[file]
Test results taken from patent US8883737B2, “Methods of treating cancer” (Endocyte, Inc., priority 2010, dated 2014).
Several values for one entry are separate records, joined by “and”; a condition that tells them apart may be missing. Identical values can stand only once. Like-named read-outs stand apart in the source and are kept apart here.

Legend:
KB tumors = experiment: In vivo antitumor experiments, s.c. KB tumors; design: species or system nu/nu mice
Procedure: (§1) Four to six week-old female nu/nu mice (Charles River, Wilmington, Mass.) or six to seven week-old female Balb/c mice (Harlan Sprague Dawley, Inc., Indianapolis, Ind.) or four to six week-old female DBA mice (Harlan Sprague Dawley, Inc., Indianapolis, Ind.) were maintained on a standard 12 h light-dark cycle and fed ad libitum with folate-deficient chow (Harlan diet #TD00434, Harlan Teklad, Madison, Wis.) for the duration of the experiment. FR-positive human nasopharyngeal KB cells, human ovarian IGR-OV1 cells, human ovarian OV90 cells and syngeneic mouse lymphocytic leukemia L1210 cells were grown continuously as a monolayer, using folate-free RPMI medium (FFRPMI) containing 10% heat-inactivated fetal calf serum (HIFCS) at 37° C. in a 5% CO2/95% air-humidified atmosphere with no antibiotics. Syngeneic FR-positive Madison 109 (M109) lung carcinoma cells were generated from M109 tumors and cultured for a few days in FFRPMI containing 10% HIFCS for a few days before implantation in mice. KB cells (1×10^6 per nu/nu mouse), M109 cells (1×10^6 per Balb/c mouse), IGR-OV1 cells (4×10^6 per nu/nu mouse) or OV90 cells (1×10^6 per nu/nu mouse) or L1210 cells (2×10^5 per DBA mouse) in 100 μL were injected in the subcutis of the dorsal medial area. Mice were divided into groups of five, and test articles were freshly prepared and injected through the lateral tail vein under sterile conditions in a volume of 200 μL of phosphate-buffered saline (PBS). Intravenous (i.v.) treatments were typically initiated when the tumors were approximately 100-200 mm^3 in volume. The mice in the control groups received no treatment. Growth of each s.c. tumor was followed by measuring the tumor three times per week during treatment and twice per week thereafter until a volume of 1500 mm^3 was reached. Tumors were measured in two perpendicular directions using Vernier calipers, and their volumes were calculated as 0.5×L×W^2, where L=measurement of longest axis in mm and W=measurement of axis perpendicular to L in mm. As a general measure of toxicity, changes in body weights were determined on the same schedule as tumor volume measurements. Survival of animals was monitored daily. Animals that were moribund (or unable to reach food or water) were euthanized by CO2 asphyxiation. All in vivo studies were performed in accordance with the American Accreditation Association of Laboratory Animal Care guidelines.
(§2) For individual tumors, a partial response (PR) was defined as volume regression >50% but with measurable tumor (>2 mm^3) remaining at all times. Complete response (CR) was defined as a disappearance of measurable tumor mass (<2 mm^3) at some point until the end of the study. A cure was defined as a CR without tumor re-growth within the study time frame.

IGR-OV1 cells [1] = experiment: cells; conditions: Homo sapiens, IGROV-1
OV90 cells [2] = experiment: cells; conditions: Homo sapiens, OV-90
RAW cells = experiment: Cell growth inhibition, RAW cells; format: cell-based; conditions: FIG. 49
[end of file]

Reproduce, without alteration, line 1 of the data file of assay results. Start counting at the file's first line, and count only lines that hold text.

Test results taken from patent US8883737B2, “Methods of treating cancer” (Endocyte, Inc., priority 2010, dated 2014).